When I was asked to gather archival materials related to Cranbrook in Kent, England, a short series of correspondence in the Henry Scripps and Carolyn Farr Booth Papers particularly caught my notice. Written to Henry Scripps Booth, the letters discuss a stone from St. Dunstan’s Church in Cranbrook, Kent, and its overseas delivery to Christ Church Cranbrook. I became quite curious about it.
One handwritten letter in the correspondence was rather difficult to decipher, but once I got the pattern of it, it helped me begin to comprehend the story.
In July 1930, St. Dunstan’s Vicar, Rev. Swingler, acknowledged a request from Booth for a fragment of the church which could be placed in the chapel of the same name at Christ Church Cranbrook.
It was July 1931 before Rev. Swingler wrote again to inform Booth that the stone was ready for dispatch. He explained that the Church Council had welcomed the idea and directed the Fabric Committee to select a stone, which they had, but that the Secretary had forgotten to inform Booth until then, a year later, and it was already on its way!
The forgetfulness of the Secretary and finding appropriate shipping arrangements for such an unusual commodity had caused quite a delay, to which Rev. Swingler writes,
“I am sorry that the matter has not been dealt with more speedily but old Cranbrook has hardly yet learned modern methods of business, as perhaps you know.”
He goes on to describe the provenance of the stone, at least as far as he could tell. A fifteenth century carved coign (an architectural term for a “projected corner”), it once formed part of the string course (a projected band of stone) which runs at the base of the battlements of the church nave. The course includes a series of grotesque heads, some of which were pierced for waterspouts. A grotesque, common in medieval church architecture, is a decoratively carved stone used to ward off evil spirits and to signify the sanctuary and safety of the church. On inspecting an historic photograph of the church, I could identify similar stones at the top of the drainpipes and around the tower battlements.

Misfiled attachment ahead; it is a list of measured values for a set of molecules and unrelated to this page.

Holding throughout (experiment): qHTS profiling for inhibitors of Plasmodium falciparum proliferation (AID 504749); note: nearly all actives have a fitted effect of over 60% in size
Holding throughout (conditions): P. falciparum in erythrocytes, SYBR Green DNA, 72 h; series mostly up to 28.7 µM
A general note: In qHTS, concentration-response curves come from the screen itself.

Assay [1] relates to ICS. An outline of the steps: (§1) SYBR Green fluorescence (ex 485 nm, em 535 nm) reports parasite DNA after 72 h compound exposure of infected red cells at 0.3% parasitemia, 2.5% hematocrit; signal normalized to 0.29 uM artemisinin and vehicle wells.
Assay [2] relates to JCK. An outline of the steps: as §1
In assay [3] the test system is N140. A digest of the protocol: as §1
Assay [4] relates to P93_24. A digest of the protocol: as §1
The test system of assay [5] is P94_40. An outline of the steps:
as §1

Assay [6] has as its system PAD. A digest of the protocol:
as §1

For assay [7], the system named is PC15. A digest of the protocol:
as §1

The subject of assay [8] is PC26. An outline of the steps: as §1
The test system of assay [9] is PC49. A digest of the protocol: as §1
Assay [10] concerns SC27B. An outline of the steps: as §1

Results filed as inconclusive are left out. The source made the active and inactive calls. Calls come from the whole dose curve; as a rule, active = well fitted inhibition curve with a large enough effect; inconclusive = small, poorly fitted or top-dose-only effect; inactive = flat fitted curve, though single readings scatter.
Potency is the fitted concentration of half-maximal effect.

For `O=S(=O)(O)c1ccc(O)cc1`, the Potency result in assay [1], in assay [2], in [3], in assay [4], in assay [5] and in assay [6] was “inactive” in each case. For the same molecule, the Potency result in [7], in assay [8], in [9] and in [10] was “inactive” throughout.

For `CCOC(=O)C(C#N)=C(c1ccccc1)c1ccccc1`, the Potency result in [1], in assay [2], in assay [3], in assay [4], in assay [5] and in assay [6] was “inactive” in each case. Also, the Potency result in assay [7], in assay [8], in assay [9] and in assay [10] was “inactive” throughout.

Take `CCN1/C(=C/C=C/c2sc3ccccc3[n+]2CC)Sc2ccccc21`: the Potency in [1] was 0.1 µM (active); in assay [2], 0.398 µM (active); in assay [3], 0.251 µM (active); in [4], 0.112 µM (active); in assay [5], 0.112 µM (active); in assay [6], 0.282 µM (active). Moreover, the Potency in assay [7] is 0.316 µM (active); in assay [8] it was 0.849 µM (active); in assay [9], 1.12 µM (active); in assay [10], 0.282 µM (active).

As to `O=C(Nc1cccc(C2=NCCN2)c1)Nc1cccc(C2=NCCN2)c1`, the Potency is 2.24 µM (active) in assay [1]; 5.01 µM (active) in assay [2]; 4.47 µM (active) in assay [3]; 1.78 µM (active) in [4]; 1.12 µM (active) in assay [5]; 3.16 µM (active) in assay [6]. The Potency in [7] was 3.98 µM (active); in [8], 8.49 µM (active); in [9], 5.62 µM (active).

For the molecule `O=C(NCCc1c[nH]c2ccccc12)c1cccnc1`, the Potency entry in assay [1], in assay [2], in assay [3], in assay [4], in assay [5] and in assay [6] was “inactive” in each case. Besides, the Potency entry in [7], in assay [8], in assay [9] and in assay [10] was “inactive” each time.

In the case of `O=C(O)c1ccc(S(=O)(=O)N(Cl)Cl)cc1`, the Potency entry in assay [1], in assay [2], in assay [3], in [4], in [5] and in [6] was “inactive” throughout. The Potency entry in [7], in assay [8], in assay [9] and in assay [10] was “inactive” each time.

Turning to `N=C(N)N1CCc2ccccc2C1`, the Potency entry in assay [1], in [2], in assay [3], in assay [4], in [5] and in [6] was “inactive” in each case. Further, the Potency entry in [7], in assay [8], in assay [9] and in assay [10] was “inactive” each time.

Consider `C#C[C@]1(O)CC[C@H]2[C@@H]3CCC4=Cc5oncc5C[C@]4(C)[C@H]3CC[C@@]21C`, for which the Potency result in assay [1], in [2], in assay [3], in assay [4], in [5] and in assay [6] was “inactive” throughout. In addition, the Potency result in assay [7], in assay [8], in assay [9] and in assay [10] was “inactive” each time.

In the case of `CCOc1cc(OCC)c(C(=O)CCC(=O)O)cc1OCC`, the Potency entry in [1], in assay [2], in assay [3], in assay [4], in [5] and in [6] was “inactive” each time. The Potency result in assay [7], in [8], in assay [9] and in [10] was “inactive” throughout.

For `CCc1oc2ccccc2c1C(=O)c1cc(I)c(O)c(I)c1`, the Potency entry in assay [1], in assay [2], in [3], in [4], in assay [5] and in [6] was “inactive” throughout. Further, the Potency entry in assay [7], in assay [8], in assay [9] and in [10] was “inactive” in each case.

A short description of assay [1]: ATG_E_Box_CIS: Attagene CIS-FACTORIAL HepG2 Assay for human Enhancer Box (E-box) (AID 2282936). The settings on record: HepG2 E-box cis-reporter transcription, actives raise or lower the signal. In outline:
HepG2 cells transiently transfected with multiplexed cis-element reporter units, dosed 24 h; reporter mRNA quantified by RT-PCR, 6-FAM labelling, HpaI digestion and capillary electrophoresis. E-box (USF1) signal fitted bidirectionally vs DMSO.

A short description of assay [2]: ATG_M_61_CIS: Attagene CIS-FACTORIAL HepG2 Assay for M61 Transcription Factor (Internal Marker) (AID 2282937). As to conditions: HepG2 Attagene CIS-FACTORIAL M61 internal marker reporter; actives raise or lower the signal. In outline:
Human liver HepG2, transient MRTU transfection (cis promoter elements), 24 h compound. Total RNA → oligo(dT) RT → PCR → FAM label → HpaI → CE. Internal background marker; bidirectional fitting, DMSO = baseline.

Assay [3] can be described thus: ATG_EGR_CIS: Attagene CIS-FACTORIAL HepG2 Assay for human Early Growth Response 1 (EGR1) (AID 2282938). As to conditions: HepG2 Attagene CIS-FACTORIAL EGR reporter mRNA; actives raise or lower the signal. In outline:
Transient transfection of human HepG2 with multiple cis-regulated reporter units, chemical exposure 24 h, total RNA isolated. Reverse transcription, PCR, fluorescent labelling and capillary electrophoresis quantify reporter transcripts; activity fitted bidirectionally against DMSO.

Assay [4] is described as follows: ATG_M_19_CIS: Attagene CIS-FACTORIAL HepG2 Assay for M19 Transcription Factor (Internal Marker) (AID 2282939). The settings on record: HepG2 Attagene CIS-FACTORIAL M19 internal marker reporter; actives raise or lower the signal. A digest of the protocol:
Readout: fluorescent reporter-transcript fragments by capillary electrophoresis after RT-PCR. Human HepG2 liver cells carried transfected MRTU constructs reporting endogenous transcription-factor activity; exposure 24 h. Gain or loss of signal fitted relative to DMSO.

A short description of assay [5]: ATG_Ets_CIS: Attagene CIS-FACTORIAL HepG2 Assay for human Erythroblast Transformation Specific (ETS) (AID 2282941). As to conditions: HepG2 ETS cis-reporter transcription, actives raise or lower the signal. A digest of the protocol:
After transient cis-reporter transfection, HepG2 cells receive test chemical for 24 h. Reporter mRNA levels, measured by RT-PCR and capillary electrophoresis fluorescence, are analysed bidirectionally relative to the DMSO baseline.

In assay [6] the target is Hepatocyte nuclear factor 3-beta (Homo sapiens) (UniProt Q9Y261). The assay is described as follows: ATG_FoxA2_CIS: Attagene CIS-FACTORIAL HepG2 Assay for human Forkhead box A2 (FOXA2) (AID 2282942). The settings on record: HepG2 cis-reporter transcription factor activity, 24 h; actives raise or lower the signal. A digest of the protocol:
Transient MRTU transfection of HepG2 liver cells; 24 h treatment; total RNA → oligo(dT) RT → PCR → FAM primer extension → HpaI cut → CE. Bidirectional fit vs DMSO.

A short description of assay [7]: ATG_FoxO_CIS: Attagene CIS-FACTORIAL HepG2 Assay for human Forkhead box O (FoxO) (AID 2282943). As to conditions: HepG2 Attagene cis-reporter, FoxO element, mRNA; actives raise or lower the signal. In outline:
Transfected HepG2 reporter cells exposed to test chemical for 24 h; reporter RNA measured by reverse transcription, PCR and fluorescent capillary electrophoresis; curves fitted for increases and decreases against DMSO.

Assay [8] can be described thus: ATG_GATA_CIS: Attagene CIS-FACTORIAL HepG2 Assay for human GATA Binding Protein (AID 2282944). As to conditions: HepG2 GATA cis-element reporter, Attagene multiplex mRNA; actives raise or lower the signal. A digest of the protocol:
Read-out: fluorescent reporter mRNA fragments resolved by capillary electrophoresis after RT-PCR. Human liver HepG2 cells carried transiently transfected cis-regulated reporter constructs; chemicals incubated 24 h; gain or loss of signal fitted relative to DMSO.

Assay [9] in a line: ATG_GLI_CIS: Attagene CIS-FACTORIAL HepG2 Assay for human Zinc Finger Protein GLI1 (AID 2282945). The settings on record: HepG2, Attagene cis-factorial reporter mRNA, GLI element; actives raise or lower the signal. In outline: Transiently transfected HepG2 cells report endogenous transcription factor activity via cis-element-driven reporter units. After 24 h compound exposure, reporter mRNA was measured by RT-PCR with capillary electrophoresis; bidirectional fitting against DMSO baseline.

Rev. Swingler had first seen it laying in the churchyard and surmised that it had not been replaced during past repairs. He doesn’t mention why they selected that particular stone, but one could conjecture that it was because it was no longer part of the fabric of the church building and hence was available to be gifted to Christ Church. He notes that it is probably of Hartley stone, which was quarried in the Parish.
Henry Scripps Booth contributed great efforts to building relationships between the old and new Cranbrooks by establishing and maintaining connections between the two churches. The grotesque that arrived at Christ Church more than 90 years ago is an artifact that tells just one story of his efforts. From St. Dunstan’s of old Cranbrook, known as the “Cathedral of the Weald,” to St. Dunstan’s of Christ Church Cranbrook, the carved coign continues to herald sanctuary and give confidence to those who enter.
Associate Archivist, Cranbrook Center for Collections and Research
To learn more about Cranbrook in Kent and its part in the history of Cranbrook, Bloomfield Hills, register for Kevin Adkisson’s upcoming lecture, Uncovering Cranbrook: Two Pilgrimages to Kentish Cranbrook and join us for this year’s fundraiser: A House Party at Two Cranbrooks.